Marine Biotechnology

, Volume 20, Issue 1, pp 98–107 | Cite as

Identifying a Major QTL Associated with Salinity Tolerance in Nile Tilapia Using QTL-Seq

  • Xiao Hui Gu
  • Dan Li Jiang
  • Yan Huang
  • Bi Jun Li
  • Chao Hao Chen
  • Hao Ran Lin
  • Jun Hong XiaEmail author
Original Article


Selection of new lines with high salinity tolerance allows for economically feasible production of tilapias in brackish water areas. Mapping QTLs and identifying the markers linked to salinity-tolerant traits are the first steps in the improvement of the tolerance in tilapia through marker-assisted selection techniques. By using QTL-seq strategy and linkage-based analysis, two significant QTL intervals (chrLG4 and chrLG18) on salinity-tolerant traits were firstly identified in the Nile tilapia. Fine mapping with microsatellite and SNP markers suggested a major QTL region that located at 23.0 Mb of chrLG18 and explained 79% of phenotypic variation with a LOD value of 95. Expression analysis indicated that at least 10 genes (e.g., LACTB2, KINH, NCOA2, DIP2C, LARP4B, PEX5R, and KCNJ9) near or within the QTL interval were significantly differentially expressed in intestines, brains, or gills under 10, 15, or 20 ppt challenges. Our findings suggest that QTL-seq can be effectively utilized in QTL mapping of salinity-tolerant traits in fish. The identified major QTL is a promising locus to improve our knowledge on the genetic mechanism of salinity tolerance in tilapia.


Single nucleotide polymorphism Salinity tolerance Candidate gene Quantitative trait locus 



We thank two anonymous reviewers for comments on the manuscript. This work was supported by the National Natural Science Foundation of China (No. 31572612); Science and Technology Planning Project of Guangdong Province, China (2017A030303008); and Modern Agriculture Talents Support Program (2016–2020).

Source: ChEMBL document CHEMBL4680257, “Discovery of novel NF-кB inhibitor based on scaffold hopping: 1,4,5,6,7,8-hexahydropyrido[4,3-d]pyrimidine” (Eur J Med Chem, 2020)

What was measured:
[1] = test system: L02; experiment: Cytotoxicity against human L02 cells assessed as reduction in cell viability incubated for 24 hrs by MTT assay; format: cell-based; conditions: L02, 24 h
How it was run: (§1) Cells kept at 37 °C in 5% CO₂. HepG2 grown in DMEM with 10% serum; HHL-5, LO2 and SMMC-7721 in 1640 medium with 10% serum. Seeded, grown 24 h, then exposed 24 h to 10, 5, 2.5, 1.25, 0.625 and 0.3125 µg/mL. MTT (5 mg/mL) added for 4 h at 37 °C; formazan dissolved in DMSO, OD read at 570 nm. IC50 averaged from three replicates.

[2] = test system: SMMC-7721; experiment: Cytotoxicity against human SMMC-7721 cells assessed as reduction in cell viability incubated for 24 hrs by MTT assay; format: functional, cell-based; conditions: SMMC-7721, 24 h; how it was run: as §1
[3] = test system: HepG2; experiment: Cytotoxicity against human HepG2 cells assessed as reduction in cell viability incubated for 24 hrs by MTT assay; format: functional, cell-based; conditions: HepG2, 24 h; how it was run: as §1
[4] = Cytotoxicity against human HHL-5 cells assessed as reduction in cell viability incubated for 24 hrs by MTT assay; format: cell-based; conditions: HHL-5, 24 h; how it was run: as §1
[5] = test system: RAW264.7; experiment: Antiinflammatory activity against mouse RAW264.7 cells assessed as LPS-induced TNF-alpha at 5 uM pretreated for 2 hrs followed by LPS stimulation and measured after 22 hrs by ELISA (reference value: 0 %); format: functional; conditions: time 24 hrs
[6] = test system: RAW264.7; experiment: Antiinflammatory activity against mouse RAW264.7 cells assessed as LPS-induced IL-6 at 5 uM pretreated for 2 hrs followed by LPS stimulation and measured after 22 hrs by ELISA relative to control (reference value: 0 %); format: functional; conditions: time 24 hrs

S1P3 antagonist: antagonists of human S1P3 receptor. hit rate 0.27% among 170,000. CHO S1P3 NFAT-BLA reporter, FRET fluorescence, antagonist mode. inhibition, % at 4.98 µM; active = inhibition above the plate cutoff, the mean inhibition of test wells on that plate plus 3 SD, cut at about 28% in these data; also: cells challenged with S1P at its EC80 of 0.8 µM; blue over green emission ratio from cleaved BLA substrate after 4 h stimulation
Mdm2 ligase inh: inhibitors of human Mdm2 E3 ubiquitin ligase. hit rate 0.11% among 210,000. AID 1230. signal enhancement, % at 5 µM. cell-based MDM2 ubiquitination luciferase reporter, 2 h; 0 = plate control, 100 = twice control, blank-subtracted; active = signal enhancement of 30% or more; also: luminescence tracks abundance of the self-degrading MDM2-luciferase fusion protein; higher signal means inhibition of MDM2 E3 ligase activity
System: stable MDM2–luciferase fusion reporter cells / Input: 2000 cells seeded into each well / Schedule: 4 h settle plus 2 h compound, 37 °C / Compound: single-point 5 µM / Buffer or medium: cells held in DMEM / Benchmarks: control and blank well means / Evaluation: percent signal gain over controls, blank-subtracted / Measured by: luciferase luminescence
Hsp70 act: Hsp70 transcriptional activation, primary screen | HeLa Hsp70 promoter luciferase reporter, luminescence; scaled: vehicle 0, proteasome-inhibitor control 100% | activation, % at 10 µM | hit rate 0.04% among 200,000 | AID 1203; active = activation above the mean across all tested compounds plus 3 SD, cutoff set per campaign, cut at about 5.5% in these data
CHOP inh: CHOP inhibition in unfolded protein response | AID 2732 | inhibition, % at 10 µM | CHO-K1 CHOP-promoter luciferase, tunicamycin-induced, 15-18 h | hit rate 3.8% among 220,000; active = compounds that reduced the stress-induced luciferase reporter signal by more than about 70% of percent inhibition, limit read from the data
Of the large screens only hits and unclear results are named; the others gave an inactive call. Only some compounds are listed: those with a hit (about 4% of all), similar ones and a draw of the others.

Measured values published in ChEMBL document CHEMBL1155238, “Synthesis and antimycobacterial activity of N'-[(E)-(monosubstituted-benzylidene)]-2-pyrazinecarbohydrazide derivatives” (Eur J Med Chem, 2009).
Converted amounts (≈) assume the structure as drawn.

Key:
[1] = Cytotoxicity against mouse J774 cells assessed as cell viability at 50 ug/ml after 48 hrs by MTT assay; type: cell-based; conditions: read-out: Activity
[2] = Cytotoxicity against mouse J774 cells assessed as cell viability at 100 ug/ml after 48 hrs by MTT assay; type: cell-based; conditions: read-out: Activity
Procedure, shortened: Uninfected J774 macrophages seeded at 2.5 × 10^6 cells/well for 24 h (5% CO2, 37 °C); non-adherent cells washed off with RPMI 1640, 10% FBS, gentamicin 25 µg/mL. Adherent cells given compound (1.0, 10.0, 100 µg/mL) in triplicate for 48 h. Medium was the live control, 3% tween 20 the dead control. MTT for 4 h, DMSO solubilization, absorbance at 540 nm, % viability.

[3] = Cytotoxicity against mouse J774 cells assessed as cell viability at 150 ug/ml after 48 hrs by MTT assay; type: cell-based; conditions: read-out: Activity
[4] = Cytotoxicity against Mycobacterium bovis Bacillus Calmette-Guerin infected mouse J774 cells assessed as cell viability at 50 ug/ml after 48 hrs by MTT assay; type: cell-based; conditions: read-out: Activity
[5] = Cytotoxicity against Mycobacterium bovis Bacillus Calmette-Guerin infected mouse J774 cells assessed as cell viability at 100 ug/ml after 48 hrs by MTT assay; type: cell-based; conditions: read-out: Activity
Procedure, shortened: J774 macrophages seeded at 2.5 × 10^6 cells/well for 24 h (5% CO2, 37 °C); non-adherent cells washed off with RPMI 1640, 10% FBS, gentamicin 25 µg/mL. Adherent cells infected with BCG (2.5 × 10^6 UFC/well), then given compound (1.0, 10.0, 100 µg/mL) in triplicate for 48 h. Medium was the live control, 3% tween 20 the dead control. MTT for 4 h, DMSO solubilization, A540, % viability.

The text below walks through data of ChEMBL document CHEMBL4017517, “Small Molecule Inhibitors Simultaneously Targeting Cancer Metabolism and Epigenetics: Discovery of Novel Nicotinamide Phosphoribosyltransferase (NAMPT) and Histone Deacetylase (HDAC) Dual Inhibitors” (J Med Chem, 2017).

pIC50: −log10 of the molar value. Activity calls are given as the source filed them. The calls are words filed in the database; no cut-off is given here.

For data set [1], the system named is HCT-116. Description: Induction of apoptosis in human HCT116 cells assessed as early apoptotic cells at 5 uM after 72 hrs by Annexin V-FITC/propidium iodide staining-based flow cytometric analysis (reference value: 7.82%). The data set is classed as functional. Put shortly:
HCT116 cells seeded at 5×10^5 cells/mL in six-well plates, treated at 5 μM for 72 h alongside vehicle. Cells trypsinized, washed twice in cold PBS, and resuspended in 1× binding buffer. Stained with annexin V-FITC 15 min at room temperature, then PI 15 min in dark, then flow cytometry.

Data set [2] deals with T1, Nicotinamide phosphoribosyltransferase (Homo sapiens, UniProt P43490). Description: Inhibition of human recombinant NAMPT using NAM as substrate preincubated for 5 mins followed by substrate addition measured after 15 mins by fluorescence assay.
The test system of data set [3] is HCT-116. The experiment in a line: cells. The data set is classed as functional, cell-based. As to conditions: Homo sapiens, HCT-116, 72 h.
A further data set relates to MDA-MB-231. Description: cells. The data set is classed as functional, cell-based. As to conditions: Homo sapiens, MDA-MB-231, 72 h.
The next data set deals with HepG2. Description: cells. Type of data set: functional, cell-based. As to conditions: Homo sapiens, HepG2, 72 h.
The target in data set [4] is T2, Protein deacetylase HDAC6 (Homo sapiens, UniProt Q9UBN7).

Author Contributions

JHX and HRL contributed to project conception. Experiment and data analysis was conducted by XHG, DLJ, HY, CCH, and BJL. The manuscript was prepared by JHX and DLJ. All authors read and approved the final manuscript.

Compliance with Ethical Standards

Conflict of Interest

The authors declare that they have no competing interests.

Supplementary material

10126_2017_9790_MOESM1_ESM.xlsx (12 kb)
Supplementary Table S1 The primer list used for genotyping and qRT-PCR analysis. (XLSX 11 kb)


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© Springer Science+Business Media, LLC, part of Springer Nature 2018

Authors and Affiliations

  1. 1.State Key Laboratory of Biocontrol, Institute of Aquatic Economic Animals and Guangdong Provincial Key Laboratory for Aquatic Economic Animals, College of Life SciencesSun Yat-Sen UniversityGuangzhouPeople’s Republic of China

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